Wales is famous for being the home of woolly sheep and Tom Jones and difficult-to-pronounce place names (Llanrhaeadr-ym-Mochnant, we’re looking at you). What it’s not known for is anti-Semitic violence. But 102 years ago today, it became notorious for just that.
In 1911, the newly industrialized South Wales was wracked by labor disputes, and on the night of August 19, about 250 people attacked Jewish-owned businesses in a village called Tredegar. No one was killed, but the looting and pillaging continued for several days in nearby towns; Home Secretary Winston Churchill labeled the riots a “pogrom,” and called in the Army to deal with the rioters.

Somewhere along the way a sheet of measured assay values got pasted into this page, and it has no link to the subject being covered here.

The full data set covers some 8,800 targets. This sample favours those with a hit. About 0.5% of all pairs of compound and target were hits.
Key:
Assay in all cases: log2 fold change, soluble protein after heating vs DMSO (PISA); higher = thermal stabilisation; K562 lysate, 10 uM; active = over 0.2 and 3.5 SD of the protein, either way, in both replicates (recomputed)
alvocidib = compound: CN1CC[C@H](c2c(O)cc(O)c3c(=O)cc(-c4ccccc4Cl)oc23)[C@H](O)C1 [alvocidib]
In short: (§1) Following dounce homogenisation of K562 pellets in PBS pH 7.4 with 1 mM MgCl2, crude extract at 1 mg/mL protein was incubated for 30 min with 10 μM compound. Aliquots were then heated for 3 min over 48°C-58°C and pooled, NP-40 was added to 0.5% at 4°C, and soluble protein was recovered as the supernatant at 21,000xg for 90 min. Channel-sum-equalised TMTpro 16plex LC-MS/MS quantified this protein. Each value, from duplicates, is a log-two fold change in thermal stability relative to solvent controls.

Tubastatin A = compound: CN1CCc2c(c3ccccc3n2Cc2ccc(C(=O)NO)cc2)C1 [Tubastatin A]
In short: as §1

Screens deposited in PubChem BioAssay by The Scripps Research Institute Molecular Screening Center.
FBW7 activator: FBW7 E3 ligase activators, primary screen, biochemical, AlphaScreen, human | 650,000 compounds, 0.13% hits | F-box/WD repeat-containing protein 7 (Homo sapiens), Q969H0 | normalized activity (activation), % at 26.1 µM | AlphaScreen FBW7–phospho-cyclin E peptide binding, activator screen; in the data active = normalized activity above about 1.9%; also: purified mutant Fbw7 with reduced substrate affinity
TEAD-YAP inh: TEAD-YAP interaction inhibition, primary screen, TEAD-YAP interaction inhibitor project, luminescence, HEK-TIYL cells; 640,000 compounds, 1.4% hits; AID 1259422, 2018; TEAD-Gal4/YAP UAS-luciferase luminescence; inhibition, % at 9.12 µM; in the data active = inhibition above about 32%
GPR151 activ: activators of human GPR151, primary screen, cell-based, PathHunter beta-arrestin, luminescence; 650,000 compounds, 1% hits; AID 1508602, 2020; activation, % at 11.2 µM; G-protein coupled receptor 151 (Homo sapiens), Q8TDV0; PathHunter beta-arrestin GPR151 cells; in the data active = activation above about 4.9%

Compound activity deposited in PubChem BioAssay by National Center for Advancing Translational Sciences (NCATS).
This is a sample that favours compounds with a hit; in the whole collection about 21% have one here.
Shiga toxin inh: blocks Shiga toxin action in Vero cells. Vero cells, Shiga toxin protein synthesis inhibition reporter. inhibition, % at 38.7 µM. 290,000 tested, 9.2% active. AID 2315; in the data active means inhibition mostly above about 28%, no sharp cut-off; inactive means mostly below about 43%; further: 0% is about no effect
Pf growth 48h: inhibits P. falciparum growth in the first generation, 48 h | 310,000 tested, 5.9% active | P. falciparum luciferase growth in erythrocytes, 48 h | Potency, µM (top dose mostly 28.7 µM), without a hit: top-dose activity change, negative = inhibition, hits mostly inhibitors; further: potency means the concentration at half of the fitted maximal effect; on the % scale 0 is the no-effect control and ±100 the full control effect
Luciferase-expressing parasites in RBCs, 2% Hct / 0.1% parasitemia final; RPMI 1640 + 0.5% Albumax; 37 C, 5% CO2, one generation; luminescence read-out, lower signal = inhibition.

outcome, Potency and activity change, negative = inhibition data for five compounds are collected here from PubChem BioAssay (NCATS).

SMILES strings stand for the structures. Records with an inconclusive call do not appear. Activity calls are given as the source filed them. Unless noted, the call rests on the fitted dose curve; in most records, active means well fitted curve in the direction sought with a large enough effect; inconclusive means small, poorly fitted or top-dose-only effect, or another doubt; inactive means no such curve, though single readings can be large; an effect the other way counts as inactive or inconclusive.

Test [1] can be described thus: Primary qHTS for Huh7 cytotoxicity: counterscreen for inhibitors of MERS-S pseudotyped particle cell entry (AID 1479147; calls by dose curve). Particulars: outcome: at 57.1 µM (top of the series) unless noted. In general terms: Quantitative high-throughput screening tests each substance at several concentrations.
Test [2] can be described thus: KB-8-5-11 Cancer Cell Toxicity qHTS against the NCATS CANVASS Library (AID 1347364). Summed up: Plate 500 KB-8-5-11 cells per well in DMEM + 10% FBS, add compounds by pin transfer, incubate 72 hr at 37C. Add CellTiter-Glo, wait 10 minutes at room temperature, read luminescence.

On August 25, The Times of London quoted The Jewish World, which opined that while the looters’ main motive was a “lust for plunder,” anti-Semitism offered “both a direction and a ready cause of inflammation to the savagery of the mob.” Whether the riots owed more to anti-Jewish sentiment or poverty and labor unrest is still debated. Today, about 2,300 Jews live (peacefully) in Wales, about half as many as lived there at the time.